TAMPA — As flood waters caused by record-breaking rainfall receded Sunday, officials worried that Tampa’s overtaxed wastewater system may take days to recover.
And with more rain expected early this week, wastewater may once again bubble over onto the city’s streets as it did Saturday and early Sunday because pumping stations couldn’t keep up with demand.
“No system could have accommodated this amount of rainfall,” Tampa’s Mayor Bob Buckhorn said at the entrance to the Homes of Regency Cove community, where a busted culvert led to flooding on Gandy Boulevard and the temporary closure of the Gandy Bridge on Saturday night and Sunday morning.
With a “significantly high potential for additional rain” through Sunday night, Buckhorn urged Tampa residents to stay indoors.
If people have to leave home, he encouraged them to drive in areas that have not been historically flooded during severe weather.
Still, Buckhorn said that “most major roads” should be open Monday morning.
Brad Baird, the city’s administrator for Public Works and Utility Services, said workers were no longer dealing major road blockages Sunday evening, as much of the floodwater around the city had receded.
“The wastewater system is still a major concern,” Baird said. “It could take a couple of days to get caught up.”
The city’s wastewater system moves about 60 million gallons on a “regular day,” but had been forced to handle 155 million gallons over the previous 24 hours, Buckhorn said Sunday.
“It has stressed our system as much as it could be stressed,” Buckhorn said. “Manhole covers have been popping up. With the ground this saturated, we also have concerns about cave-ins.”
Earlier Sunday, Shirley Campbell, who has lived in the Homes of Regency Cove nearly 20 years, said she had never before seen such flooding in the area.
City officials said the culvert near the community’s entrance had been clogged by “unknown debris,” leading to the flooding on Gandy.
“I was very nervous, thinking we might have to evacuate,” Campbell said. “There was water gushing out at the front (of the community) and went over to the (nearby) bait shop.”
Around 3:30 p.m. Sunday, Jean Duncan, the city’s director of Transportation and Stormwater Services, said crews had been working since early morning to fill the culvert with rock to stabilize it.
“Between the amount of water in the canal, and the large amount of debris, it was too much for the culvert to hold,” Duncan said.
She said it was too soon to know when the culvert would be fixed, but she noted that floodwater on Gandy had greatly receded. Unfortunately, more rain was expected throughout the night.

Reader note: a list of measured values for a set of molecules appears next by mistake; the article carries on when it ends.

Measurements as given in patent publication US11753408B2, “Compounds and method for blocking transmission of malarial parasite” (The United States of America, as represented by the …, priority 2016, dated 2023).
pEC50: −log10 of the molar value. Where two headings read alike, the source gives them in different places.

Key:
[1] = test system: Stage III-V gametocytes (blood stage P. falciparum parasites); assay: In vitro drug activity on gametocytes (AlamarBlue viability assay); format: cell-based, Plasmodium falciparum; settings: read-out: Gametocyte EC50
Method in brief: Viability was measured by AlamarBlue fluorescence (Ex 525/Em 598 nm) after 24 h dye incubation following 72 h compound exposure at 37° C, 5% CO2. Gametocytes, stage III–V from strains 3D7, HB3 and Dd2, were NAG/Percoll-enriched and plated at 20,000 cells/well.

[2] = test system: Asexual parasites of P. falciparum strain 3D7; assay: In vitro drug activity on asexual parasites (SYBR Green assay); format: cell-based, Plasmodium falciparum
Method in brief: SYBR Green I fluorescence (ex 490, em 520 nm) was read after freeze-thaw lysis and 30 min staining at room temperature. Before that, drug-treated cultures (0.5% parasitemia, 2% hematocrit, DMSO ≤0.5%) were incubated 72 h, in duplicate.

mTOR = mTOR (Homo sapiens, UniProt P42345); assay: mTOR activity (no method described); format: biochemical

“That could put more stress on the street,” Duncan said. “The more water that tries to get through, the tougher the situation.”
She said residents in the area seemed understanding and patient. As she spoke, a front end loader could be seen stuck in the culvert. In the background, two palm trees in a resident’s yard were knocked over.
Floodwater affected various parts of the city, from tony Davis Islands to usually-bustling Westshore Boulevard and around South Tampa, city officials said.
Parts of Kennedy Boulevard and Swann Avenue also were badly affected, officials said.
Even as residents scrambled to fill an estimated 4,000 sandbags in hopes of keeping floodwater from their homes, rain continued to sporadically fall Sunday.
At the city’s Solid Waste facility on Spruce Street, a steady line of motorists waited to pull in early Sunday afternoon, each eager to get sand.
Deanna Cannella of South Tampa characterized her neighborhood was “a big flood zone.”
“It’s very bad, but we were finally able to get out today,” she said. “We were stuck for hours. We live in front of a pond and we had several inches (of water) in our garage. Thank God, it was just the garage. It’s been inching toward the front door.
“This is the worst I’ve seen it since I was a kid.”
Kenneth Johnson, who has lived in the Carver City area for about a decade, said he had never before seen so much floodwater in the community.
Johnson spoke as he loaded sandbags with a tiny blue plastic shovel. He said water was “within inches” of breaching his house.
“My house is on a lower (level) than my neighbors,” he said. “I’m worried about it coming through the back door.”
William Andre was loading sandbags with his family for a friend who owns a bait shop on Gandy.
“He told me it flooded one other time with the hurricanes (of 2004), but he’s never seen it like this,” Andre said. “The flooding was really bad, bro. It was nuts.”
Throughout Sunday, city officials urged residents to heed traffic advisories and obey traffic signs and detours. Because it is hard to determine how deep floodwater can be, motorists were cautioned not to attempt to drive through standing water.
Motorists also were reminded to treat non-functioning traffic signals as a four-way stop and to avoid any downed or hanging power lines, as they may be live.
Buckhorn urged families to keep their children from playing in the flood water, due to health risks.
Officials encouraged residents to sign up for Alert Tampa, the city’s official emergency alert system, to receive time sensitive notifications sent directly to a person’s email, cell phone, and in some cases, home phone.
To sign up, visit tampagov.net/alerttampa or call (813) 231-6184.
Weather updates will continue to be shared on social media via Facebook on the City of Tampa Government and Tampa Police Department pages, and via twitter @cityoftampa and @tampapd.
Buckhorn said it could cost $200 million to bolster the city’s stormwater system, some of which is comprised of pipes 100 years old.
“Our system is old and needs to be expanded,” he said. “We need significant economic enhancements in wastewater. We can’t go on at the pace we’ve been going.”